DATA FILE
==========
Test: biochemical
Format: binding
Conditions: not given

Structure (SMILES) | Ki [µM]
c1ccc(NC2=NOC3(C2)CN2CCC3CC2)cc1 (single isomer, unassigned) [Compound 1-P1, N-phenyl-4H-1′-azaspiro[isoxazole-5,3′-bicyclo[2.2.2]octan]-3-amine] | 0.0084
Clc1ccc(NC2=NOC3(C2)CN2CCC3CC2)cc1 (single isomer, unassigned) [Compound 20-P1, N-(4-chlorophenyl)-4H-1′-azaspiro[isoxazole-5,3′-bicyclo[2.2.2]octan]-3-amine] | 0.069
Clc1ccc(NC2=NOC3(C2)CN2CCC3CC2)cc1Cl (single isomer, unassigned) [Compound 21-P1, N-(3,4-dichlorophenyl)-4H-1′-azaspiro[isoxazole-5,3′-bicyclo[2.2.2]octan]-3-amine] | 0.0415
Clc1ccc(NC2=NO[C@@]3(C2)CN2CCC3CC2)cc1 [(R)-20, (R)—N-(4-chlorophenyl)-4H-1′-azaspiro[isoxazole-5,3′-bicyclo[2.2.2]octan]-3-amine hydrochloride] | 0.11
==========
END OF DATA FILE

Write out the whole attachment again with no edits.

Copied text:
Test: biochemical
Format: binding
Conditions: not given

Structure (SMILES) | Ki [µM]
c1ccc(NC2=NOC3(C2)CN2CCC3CC2)cc1 (single isomer, unassigned) [Compound 1-P1, N-phenyl-4H-1′-azaspiro[isoxazole-5,3′-bicyclo[2.2.2]octan]-3-amine] | 0.0084
Clc1ccc(NC2=NOC3(C2)CN2CCC3CC2)cc1 (single isomer, unassigned) [Compound 20-P1, N-(4-chlorophenyl)-4H-1′-azaspiro[isoxazole-5,3′-bicyclo[2.2.2]octan]-3-amine] | 0.069
Clc1ccc(NC2=NOC3(C2)CN2CCC3CC2)cc1Cl (single isomer, unassigned) [Compound 21-P1, N-(3,4-dichlorophenyl)-4H-1′-azaspiro[isoxazole-5,3′-bicyclo[2.2.2]octan]-3-amine] | 0.0415
Clc1ccc(NC2=NO[C@@]3(C2)CN2CCC3CC2)cc1 [(R)-20, (R)—N-(4-chlorophenyl)-4H-1′-azaspiro[isoxazole-5,3′-bicyclo[2.2.2]octan]-3-amine hydrochloride] | 0.11